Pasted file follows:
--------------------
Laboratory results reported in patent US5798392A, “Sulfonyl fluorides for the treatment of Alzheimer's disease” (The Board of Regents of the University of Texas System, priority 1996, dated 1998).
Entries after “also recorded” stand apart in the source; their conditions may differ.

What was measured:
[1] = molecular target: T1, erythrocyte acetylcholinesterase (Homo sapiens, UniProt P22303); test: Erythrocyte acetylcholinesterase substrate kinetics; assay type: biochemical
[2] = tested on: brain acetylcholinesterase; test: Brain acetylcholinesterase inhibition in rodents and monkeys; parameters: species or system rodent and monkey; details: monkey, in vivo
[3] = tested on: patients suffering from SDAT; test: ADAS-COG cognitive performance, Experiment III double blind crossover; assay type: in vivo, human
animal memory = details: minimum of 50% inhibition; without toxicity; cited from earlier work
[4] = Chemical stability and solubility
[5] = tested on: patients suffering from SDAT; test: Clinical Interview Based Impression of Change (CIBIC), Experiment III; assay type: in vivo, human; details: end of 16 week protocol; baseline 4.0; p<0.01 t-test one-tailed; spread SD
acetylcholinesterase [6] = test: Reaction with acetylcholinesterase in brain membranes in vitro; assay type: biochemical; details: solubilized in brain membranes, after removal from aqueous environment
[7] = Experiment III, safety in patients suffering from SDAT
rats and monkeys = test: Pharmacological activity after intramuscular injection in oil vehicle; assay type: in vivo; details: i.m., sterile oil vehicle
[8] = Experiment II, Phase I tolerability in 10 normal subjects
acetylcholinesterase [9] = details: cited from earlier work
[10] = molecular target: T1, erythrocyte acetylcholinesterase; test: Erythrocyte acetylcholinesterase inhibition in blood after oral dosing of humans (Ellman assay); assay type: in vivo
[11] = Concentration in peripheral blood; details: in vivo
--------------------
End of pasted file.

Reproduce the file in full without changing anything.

Laboratory results reported in patent US5798392A, “Sulfonyl fluorides for the treatment of Alzheimer's disease” (The Board of Regents of the University of Texas System, priority 1996, dated 1998).
Entries after “also recorded” stand apart in the source; their conditions may differ.

What was measured:
[1] = molecular target: T1, erythrocyte acetylcholinesterase (Homo sapiens, UniProt P22303); test: Erythrocyte acetylcholinesterase substrate kinetics; assay type: biochemical
[2] = tested on: brain acetylcholinesterase; test: Brain acetylcholinesterase inhibition in rodents and monkeys; parameters: species or system rodent and monkey; details: monkey, in vivo
[3] = tested on: patients suffering from SDAT; test: ADAS-COG cognitive performance, Experiment III double blind crossover; assay type: in vivo, human
animal memory = details: minimum of 50% inhibition; without toxicity; cited from earlier work
[4] = Chemical stability and solubility
[5] = tested on: patients suffering from SDAT; test: Clinical Interview Based Impression of Change (CIBIC), Experiment III; assay type: in vivo, human; details: end of 16 week protocol; baseline 4.0; p<0.01 t-test one-tailed; spread SD
acetylcholinesterase [6] = test: Reaction with acetylcholinesterase in brain membranes in vitro; assay type: biochemical; details: solubilized in brain membranes, after removal from aqueous environment
[7] = Experiment III, safety in patients suffering from SDAT
rats and monkeys = test: Pharmacological activity after intramuscular injection in oil vehicle; assay type: in vivo; details: i.m., sterile oil vehicle
[8] = Experiment II, Phase I tolerability in 10 normal subjects
acetylcholinesterase [9] = details: cited from earlier work
[10] = molecular target: T1, erythrocyte acetylcholinesterase; test: Erythrocyte acetylcholinesterase inhibition in blood after oral dosing of humans (Ellman assay); assay type: in vivo
[11] = Concentration in peripheral blood; details: in vivo